Effect of imagery dose repetitions on performance in sport

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Itoh, Sho, Morris, Tony and Spittle, Michael ORCID: 0000-0002-6094-5087 (2017) Effect of imagery dose repetitions on performance in sport. In: 14th World Congress of Sport Psychology (ISSP2017), 10 Jul 2017 - 14 Jul 2017, Sevilla, Spain.


Imagery is an effective psychological skill that can be applied to sports performance. Research has shown benefits of utilizing imagery in sport for improving performance and controlling mental states. However, many studies neglect important imagery variables, particularly repetition, duration, and frequency, that are related to determining the most effective dose of imagery for the response of improved sports performance. Identifying the most effective amount of imagery can provide guidance to help athletes, coaches, and psychologists to better use imagery training to improve athletic performance. Moreover, all levels of athletes will be able to use imagery more effectively for their desired goals. In this project, we systematically investigated the dose-response relationships of imagery prescription used to promote sports skill by manipulating the number of repetitions, duration, and frequency of imagery. Specifically, repetitions acted as the independent variable, while duration and frequency remained constant. We randomly allocated 60 participants from local basketball teams to three imagery intervention conditions (n=15 each), who performed 10, 20, or 30 imagery repetitions per session, and a control condition (n=15), who maintained their usual basketball training. Imagery participants undertook 4 weeks of imagery training to promote free-throw shooting, continuing their usual basketball training. Duration and frequency of sessions were held constant at 10 minutes and 3 sessions per week respectively. Accuracy of free-throw shooting was measured at pre- intervention, Weeks 1, 2, 3, 4, and follow-up in Week 5. We analyzed accuracy of basketball free-throw shooting by using 2-way mixed design ANOVA, that is, 4 conditions (3 independent repetition conditions and control condition) x 6 occasions (repeated measures at pre-test, Weeks 1, 2, 3, 4, and follow-up test in Week 5). Results will be described and discussed and implications addressed.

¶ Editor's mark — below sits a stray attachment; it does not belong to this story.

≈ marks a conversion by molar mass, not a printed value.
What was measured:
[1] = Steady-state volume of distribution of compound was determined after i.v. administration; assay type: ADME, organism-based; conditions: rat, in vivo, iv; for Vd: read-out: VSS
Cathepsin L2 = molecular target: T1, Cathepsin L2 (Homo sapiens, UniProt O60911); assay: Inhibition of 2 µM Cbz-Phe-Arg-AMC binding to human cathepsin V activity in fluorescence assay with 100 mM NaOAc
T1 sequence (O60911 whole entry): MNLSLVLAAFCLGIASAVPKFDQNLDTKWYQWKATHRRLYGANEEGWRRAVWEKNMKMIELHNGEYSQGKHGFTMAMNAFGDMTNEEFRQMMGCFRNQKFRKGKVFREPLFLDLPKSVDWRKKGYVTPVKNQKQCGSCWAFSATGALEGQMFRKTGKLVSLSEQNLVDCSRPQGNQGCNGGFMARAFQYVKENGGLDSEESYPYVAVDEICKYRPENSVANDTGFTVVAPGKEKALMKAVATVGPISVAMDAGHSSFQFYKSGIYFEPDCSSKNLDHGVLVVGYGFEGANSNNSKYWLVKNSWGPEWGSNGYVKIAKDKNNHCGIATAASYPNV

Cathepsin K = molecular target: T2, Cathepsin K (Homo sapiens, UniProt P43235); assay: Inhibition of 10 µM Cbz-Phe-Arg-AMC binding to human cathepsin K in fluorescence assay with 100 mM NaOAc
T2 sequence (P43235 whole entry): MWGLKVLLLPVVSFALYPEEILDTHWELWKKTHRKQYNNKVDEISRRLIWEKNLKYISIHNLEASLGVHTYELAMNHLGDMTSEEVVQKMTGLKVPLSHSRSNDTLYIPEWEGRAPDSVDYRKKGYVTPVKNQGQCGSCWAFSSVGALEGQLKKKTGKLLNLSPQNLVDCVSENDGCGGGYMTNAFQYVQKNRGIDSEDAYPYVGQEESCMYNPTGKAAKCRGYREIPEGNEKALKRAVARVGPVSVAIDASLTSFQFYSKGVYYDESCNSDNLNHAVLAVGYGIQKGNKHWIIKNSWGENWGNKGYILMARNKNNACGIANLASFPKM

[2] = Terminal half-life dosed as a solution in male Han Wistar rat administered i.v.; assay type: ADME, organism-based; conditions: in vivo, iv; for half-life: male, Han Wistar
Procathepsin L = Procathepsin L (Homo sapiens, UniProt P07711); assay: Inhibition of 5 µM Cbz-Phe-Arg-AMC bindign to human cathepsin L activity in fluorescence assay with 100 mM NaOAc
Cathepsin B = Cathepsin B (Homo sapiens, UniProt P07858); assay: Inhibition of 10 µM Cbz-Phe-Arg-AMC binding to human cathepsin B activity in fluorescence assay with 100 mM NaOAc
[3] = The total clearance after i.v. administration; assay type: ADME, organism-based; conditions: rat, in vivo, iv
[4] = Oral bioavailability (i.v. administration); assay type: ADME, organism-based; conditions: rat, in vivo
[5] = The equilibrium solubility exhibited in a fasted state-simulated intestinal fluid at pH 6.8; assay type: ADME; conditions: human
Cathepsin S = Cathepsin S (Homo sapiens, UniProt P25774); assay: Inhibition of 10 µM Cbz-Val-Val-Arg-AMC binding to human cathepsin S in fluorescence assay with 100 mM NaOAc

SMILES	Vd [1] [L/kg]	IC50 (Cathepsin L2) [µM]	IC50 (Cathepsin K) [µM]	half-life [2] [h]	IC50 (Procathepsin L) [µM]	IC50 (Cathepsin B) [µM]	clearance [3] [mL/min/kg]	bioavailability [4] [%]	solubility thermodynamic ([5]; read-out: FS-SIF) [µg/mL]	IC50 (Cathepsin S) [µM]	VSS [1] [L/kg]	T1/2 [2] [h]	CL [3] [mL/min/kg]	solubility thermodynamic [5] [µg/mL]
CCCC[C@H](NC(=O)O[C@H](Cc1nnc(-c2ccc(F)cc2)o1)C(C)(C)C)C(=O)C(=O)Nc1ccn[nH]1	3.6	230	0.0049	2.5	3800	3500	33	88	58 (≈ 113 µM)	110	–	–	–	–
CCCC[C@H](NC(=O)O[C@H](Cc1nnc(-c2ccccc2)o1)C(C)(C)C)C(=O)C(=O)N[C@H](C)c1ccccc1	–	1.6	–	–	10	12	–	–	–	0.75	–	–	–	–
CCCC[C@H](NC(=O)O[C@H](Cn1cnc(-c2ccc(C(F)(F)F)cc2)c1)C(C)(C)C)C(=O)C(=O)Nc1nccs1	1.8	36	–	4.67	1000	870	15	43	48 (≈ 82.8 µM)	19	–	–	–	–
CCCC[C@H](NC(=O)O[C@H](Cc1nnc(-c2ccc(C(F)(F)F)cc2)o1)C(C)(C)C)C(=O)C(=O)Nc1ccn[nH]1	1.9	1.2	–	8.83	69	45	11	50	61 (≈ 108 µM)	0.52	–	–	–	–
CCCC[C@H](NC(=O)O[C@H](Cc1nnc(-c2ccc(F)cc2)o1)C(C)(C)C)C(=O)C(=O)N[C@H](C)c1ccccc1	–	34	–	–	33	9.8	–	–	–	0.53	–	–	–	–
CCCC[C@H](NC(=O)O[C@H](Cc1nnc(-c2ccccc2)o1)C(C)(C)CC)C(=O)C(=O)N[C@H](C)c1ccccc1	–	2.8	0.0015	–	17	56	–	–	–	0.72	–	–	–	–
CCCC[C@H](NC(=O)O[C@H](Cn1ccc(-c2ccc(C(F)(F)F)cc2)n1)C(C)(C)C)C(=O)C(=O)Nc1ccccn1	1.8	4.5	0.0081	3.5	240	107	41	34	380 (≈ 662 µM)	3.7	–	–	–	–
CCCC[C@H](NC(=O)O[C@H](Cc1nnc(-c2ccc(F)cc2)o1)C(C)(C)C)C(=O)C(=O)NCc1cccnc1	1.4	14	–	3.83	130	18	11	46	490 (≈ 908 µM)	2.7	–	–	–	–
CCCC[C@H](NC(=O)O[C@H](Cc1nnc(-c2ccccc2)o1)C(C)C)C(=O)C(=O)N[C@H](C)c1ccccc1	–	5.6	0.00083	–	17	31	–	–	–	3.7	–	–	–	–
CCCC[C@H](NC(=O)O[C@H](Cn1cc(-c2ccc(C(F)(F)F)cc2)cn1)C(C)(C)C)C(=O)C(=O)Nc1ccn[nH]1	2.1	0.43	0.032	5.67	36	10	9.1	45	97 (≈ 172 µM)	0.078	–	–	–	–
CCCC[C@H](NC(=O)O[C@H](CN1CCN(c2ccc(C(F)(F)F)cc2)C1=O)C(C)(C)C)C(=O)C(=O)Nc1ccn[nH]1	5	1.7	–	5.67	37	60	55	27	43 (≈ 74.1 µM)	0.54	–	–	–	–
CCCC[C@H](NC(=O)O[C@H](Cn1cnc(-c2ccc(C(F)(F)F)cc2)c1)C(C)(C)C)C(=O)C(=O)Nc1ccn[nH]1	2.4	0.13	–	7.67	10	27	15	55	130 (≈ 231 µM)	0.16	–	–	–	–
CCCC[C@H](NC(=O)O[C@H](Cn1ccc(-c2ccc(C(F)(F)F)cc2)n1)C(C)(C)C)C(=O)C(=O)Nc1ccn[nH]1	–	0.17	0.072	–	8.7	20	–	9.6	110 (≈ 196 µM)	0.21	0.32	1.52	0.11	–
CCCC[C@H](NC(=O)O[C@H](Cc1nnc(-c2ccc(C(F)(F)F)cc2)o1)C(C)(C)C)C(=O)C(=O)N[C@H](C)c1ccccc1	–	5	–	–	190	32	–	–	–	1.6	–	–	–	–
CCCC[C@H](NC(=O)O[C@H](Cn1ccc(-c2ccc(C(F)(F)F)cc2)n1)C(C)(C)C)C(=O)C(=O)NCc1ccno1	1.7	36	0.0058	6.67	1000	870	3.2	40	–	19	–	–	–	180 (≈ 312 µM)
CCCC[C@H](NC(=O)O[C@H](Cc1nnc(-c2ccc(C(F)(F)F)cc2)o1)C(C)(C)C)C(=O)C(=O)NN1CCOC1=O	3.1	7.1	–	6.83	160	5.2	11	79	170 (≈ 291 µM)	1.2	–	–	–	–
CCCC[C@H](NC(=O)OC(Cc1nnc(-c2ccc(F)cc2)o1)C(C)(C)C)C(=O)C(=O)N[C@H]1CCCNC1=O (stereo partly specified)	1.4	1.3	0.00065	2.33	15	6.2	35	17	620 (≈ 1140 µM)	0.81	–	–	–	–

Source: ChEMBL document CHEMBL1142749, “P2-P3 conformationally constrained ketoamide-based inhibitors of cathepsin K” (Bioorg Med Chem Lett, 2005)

Item type Conference or Workshop Item (Paper)
URI https://vuir.vu.edu.au/id/eprint/41305
ISBN 9788491482826
Subjects Historical > FOR Classification > 1106 Human Movement and Sports Science
Current > Division/Research > College of Sports and Exercise Science
Keywords imagery training; athletic performance; skill; dose-response
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